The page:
----------------------
Design:
ww_mutex currently encapsulates a struct mutex, this means no extra overhead for
normal mutex locks, which are far more common. As such there is only a small
increase in code size if wait/wound mutexes are not used.
In general, not much contention is expected. The locks are typically used to
serialize access to resources for devices. The only way to make wakeups
smarter would be at the cost of adding a field to struct mutex_waiter. This
would add overhead to all cases where normal mutexes are used, and
ww_mutexes are generally less performance sensitive.
Lockdep:
Special care has been taken to warn for as many cases of api abuse
as possible. Some common api abuses will be caught with
CONFIG_DEBUG_MUTEXES, but CONFIG_PROVE_LOCKING is recommended.
Some of the errors which will be warned about:
- Forgetting to call ww_acquire_fini or ww_acquire_init.
- Attempting to lock more mutexes after ww_acquire_done.
- Attempting to lock the wrong mutex after -EDEADLK and
unlocking all mutexes.
- Attempting to lock the right mutex after -EDEADLK,
before unlocking all mutexes.
- Calling ww_mutex_lock_slow before -EDEADLK was returned.
- Unlocking mutexes with the wrong unlock function.
- Calling one of the ww_acquire_* twice on the same context.
- Using a different ww_class for the mutex than for the ww_acquire_ctx.
- Normal lockdep errors that can result in deadlocks.
Some of the lockdep errors that can result in deadlocks:
- Calling ww_acquire_init to initialize a second ww_acquire_ctx before
having called ww_acquire_fini on the first.
- 'normal' deadlocks that can occur.
FIXME: Update this section once we have the TASK_DEADLOCK task state flag magic
implemented.
......@@ -3,6 +3,7 @@
#include <linux/linkage.h>
#include <linux/lockdep.h>
#include <linux/debug_locks.h>
/*
* Mutexes - debugging helpers:
......
......@@ -10,6 +10,7 @@
#ifndef __LINUX_MUTEX_H
#define __LINUX_MUTEX_H
#include <asm/current.h>
#include <linux/list.h>
#include <linux/spinlock_types.h>
#include <linux/linkage.h>
......@@ -77,6 +78,36 @@ struct mutex_waiter {
#endif
};
struct ww_class {
atomic_long_t stamp;
struct lock_class_key acquire_key;
struct lock_class_key mutex_key;
const char *acquire_name;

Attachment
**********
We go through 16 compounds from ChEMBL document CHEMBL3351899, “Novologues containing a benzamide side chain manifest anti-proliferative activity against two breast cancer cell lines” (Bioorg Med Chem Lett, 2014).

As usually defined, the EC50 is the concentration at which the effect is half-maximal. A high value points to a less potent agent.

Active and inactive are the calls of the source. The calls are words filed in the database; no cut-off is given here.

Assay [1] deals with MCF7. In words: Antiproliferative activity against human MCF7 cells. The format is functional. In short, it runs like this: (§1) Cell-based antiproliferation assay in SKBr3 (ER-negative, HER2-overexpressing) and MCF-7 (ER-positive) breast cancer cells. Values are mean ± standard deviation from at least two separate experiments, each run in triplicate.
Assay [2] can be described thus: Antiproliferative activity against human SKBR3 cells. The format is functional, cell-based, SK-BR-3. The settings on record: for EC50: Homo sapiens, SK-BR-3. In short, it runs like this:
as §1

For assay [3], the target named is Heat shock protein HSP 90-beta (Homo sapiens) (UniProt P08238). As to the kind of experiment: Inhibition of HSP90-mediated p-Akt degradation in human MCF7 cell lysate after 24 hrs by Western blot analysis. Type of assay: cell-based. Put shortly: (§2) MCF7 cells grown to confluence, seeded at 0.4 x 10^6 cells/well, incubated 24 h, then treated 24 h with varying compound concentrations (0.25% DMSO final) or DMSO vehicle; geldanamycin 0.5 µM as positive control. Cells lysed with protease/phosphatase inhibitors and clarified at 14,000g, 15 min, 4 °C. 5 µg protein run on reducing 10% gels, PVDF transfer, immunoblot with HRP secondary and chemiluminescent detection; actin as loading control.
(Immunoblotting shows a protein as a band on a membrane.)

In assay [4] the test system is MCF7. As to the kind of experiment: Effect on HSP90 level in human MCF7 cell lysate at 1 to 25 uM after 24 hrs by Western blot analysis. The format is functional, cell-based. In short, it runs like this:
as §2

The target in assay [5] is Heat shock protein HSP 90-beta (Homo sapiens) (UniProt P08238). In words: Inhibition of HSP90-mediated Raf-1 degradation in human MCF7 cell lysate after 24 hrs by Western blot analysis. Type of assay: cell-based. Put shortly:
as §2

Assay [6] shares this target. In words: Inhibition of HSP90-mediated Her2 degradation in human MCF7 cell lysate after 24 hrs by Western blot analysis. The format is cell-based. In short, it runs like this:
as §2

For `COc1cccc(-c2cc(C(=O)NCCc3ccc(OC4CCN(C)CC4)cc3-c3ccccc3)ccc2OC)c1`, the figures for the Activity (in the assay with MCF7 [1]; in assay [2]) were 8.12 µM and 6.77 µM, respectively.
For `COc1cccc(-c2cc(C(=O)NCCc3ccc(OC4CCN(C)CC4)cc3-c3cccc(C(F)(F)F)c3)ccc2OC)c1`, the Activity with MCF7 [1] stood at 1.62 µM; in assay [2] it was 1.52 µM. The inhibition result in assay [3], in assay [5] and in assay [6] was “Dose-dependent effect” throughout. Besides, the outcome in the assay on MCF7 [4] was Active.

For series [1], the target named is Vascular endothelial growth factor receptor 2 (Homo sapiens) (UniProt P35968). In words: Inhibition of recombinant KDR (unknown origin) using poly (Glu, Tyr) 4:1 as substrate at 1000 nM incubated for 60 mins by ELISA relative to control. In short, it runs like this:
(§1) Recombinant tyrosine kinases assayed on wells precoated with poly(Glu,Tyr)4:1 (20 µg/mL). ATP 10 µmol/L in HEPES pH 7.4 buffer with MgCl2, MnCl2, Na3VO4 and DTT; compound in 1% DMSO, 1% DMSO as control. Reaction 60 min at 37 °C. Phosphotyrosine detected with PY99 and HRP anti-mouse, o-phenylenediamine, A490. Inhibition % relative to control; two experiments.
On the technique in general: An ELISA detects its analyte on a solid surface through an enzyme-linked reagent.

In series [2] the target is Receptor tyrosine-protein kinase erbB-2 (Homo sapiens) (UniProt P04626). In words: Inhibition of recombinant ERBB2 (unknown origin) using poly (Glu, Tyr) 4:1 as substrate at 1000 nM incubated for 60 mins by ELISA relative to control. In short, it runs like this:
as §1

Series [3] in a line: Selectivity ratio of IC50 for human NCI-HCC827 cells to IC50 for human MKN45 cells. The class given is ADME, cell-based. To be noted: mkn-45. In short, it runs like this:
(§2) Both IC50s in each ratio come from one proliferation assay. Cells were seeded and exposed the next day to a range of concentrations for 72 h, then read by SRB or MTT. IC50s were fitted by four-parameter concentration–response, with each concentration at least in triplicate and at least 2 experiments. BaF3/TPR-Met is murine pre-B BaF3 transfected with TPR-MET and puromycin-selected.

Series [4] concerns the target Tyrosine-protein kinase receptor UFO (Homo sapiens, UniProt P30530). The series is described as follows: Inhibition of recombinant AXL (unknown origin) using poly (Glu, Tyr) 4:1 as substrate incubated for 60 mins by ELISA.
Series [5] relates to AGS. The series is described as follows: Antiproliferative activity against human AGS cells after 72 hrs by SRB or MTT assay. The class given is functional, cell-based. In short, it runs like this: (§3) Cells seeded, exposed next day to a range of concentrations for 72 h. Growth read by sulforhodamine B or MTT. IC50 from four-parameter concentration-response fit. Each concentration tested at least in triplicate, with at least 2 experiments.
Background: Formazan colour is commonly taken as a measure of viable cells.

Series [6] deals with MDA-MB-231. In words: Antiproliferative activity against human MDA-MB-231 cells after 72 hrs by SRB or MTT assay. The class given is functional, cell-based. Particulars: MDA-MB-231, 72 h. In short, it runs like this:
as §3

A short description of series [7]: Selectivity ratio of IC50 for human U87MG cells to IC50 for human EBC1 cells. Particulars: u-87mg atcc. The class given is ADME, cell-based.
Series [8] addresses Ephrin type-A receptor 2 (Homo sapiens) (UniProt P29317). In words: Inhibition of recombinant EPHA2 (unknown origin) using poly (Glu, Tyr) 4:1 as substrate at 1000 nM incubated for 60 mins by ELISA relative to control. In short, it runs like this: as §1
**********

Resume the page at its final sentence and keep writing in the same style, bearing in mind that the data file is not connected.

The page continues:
const char *mutex_name;
};
struct ww_acquire_ctx {
struct task_struct *task;
unsigned long stamp;
unsigned acquired;
#ifdef CONFIG_DEBUG_MUTEXES
unsigned done_acquire;
struct ww_class *ww_class;
struct ww_mutex *contending_lock;
#endif
#ifdef CONFIG_DEBUG_LOCK_ALLOC
struct lockdep_map dep_map;
#endif
};
struct ww_mutex {
struct mutex base;
struct ww_acquire_ctx *ctx;
#ifdef CONFIG_DEBUG_MUTEXES
struct ww_class *ww_class;
#endif
};
#ifdef CONFIG_DEBUG_MUTEXES
# include <linux/mutex-debug.h>
#else
......@@ -101,8 +132,11 @@ static inline void mutex_destroy(struct mutex *lock) {}
#ifdef CONFIG_DEBUG_LOCK_ALLOC
# define __DEP_MAP_MUTEX_INITIALIZER(lockname) \
, .dep_map = { .name = #lockname }
# define __WW_CLASS_MUTEX_INITIALIZER(lockname, ww_class) \
, .ww_class = &ww_class
#else
# define __DEP_MAP_MUTEX_INITIALIZER(lockname)
# define __WW_CLASS_MUTEX_INITIALIZER(lockname, ww_class)
#endif
#define __MUTEX_INITIALIZER(lockname) \
......@@ -112,12 +146,48 @@ static inline void mutex_destroy(struct mutex *lock) {}
__DEBUG_MUTEX_INITIALIZER(lockname) \
__DEP_MAP_MUTEX_INITIALIZER(lockname) }
#define __WW_CLASS_INITIALIZER(ww_class) \
{ .stamp = ATOMIC_LONG_INIT(0) \
, .acquire_name = #ww_class "_acquire" \
, .mutex_name = #ww_class "_mutex" }
#define __WW_MUTEX_INITIALIZER(lockname, class) \
{ .base = { \__MUTEX_INITIALIZER(lockname) } \
__WW_CLASS_MUTEX_INITIALIZER(lockname, class) }
#define DEFINE_MUTEX(mutexname) \
struct mutex mutexname = __MUTEX_INITIALIZER(mutexname)
#define DEFINE_WW_CLASS(classname) \
struct ww_class classname = __WW_CLASS_INITIALIZER(classname)
#define DEFINE_WW_MUTEX(mutexname, ww_class) \
struct ww_mutex mutexname = __WW_MUTEX_INITIALIZER(mutexname, ww_class)
extern void __mutex_init(struct mutex *lock, const char *name,
struct lock_class_key *key);
/**
* ww_mutex_init - initialize the w/w mutex
* @lock: the mutex to be initialized
* @ww_class: the w/w class the mutex should belong to
*
* Initialize the w/w mutex to unlocked state and associate it with the given
* class.
*
* It is not allowed to initialize an already locked mutex.
*/
static inline void ww_mutex_init(struct ww_mutex *lock,
struct ww_class *ww_class)
{
__mutex_init(&lock->base, ww_class->mutex_name, &ww_class->mutex_key);
lock->ctx = NULL;
#ifdef CONFIG_DEBUG_MUTEXES
lock->ww_class = ww_class;
#endif
}
/**
* mutex_is_locked - is the mutex locked
* @lock: the mutex to be queried
......@@ -136,6 +206,7 @@ static inline int mutex_is_locked(struct mutex *lock)
#ifdef CONFIG_DEBUG_LOCK_ALLOC
extern void mutex_lock_nested(struct mutex *lock, unsigned int subclass);
extern void _mutex_lock_nest_lock(struct mutex *lock, struct lockdep_map *nest_lock);
extern int __must_check mutex_lock_interruptible_nested(struct mutex *lock,
unsigned int subclass);
extern int __must_check mutex_lock_killable_nested(struct mutex *lock,
......@@ -147,7 +218,7 @@ extern int __must_check mutex_lock_killable_nested(struct mutex *lock,
#define mutex_lock_nest_lock(lock, nest_lock) \
do { \
typecheck(struct lockdep_map *, &(nest_lock)->dep_map); \
typecheck(struct lockdep_map *, &(nest_lock)->dep_map); \
_mutex_lock_nest_lock(lock, &(nest_lock)->dep_map); \
} while (0)
......@@ -170,6 +241,288 @@ extern int __must_check mutex_lock_killable(struct mutex *lock);
*/
extern int mutex_trylock(struct mutex *lock);
extern void mutex_unlock(struct mutex *lock);
/**
* ww_acquire_init - initialize a w/w acquire context
* @ctx: w/w acquire context to initialize
* @ww_class: w/w class of the context
*
* Initializes an context to acquire multiple mutexes of the given w/w class.
*
* Context-based w/w mutex acquiring can be done in any order whatsoever within
* a given lock class. Deadlocks will be detected and handled with the
* wait/wound logic.
*